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Hey Aaron, you and I share that common experience of 1977 being our first season on the Middle Fork, and that year certainly defined "bony." I was transferred to the Middle Fork that year after three full seasons on the Rogue, and I was startled by how continuously technical and busy the Middle Fork ws in comparison to that lovely, gentle river in Southern Oregon. Late in the season in '77 I did a four-boat trip for Hank Miller, rowing 12 foot UDT boats with two passengers in each. We flew into Thomas Creek for the six-day trip, and it took us 12 hours to go 8 miles that first day. Anyway, as you know, it was a really demanding year, and it was hard to get dishes done before dark since the water was so slow and picking a deep enough channel took full attention all day long. I'll look up your outfit's mailing info on line and send you a master print of my Interpretive Program. I've found that even the most seasoned guides have learned a lot from it, and it is structured as a series of study cards that a guide would spend time with before teaching the info to their guests. It is not intended to be handed to a guest and should never see the bottom of the trip library...and it will never be for sale. I'll mail you one, and the instructions for making individual books for each guide are included. Gerry Hughes simply took the master over to Staples and they printed a batch for him. Take care, and may your upcoming season see every slot filled.
And, Aaron, I think you and I had similar childhoods, because both of us had a dad who was not only a river guide, but also owned their own river company. Now, my sister's kids are river guides, third generation. Are you a fourth Generation or third Gen river runner?
Ahh Yes, the long lens threw me, but the rock did look to me to be from the Tappan Series of Gneiss. Yeah, I liked the relaxed rules on the Middle Fork, and I have little doubt that you and your guests have those PFDs on real tight when the river gets high. Hey Aaron, have you seen the "Interpretive Program for Middle Fork Guides" I made? I have given master copies to several outfitters, but I do not know if I gave one to you. I gave a model and master copy to Gerry Hughes, and you might want to talk to him about the little book. They will never be for sale, but I think they will prove to be an cool way for Middle Fork Guides to up their game and knowledge base of the Middle Fork. I rowed about 75 trips through that canyon between 1977 and 2002, all commercial, and I added little bits of that experience into the Program. Email me if you are interested in getting a master. Gerry just took his on over to Staples and they printed a bundle of waterproof editions fro that master copy. The catch phrase on the cover reads: "Be more than a Cook who can Row", but for your outfit I'd add "...and fish." Anyway, talk with Gerry and let me know what you think..they are not for sale, but they do go from hand to hand...Old School. And they are not meant to be held or read by anyone except a licensed Middle fork Guide.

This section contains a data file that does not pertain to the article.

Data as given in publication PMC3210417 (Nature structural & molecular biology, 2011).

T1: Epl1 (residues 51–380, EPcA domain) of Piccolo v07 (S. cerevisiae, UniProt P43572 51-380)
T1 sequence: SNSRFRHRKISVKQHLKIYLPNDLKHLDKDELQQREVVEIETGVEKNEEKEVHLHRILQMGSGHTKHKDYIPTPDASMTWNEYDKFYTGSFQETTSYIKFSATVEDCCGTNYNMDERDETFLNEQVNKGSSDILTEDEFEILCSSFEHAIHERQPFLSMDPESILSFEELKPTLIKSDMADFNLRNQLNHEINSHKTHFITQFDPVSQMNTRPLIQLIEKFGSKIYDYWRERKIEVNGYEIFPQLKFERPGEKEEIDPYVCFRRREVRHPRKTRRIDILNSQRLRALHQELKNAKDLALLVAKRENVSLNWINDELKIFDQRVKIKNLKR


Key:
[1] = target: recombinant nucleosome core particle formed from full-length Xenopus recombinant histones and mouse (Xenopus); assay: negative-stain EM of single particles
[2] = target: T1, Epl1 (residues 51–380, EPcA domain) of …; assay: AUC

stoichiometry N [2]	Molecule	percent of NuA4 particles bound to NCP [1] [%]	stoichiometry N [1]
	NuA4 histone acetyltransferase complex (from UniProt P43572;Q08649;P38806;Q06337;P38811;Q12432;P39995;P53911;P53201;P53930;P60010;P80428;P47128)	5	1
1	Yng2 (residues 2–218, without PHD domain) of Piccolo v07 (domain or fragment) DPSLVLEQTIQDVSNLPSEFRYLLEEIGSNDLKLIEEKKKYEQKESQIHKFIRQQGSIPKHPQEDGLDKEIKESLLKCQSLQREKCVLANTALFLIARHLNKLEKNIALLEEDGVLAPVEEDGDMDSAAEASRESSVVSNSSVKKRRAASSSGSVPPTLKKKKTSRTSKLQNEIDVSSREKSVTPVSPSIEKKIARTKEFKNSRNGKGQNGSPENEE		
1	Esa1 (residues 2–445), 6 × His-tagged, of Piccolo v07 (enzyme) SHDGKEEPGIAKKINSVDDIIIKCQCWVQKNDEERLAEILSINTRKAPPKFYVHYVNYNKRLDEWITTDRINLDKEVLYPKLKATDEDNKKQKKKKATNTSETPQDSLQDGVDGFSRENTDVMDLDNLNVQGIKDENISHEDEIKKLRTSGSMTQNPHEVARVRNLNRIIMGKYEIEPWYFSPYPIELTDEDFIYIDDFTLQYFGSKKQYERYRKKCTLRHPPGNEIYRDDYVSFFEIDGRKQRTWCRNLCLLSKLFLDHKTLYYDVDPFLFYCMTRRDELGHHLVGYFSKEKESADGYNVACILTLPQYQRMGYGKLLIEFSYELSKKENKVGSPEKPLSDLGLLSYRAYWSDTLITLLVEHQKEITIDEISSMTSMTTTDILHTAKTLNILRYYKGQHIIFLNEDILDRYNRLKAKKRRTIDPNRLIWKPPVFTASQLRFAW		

The Helfrich Clan were the first to do commercial river trips down the Middle Fork of the Salmon in Idaho about sixty years ago, and I think they were influential in drafting the rules of conduct for outfitters on the river, too. One rule states that a spare life jacket must be in every craft and that a life jacket must be IN THE CRAFT (my emphasis) for both the guide and each passenger. Notice that the rule does not say that the PFD has to be worn. Good to see this guide is abiding by the Middle Fork guidelines. Now, if this was on the Grand Canyon, he'd get a ticket, and his outfitter would be fined...yikes! Really pretty lines on that drift boat...what river is this?
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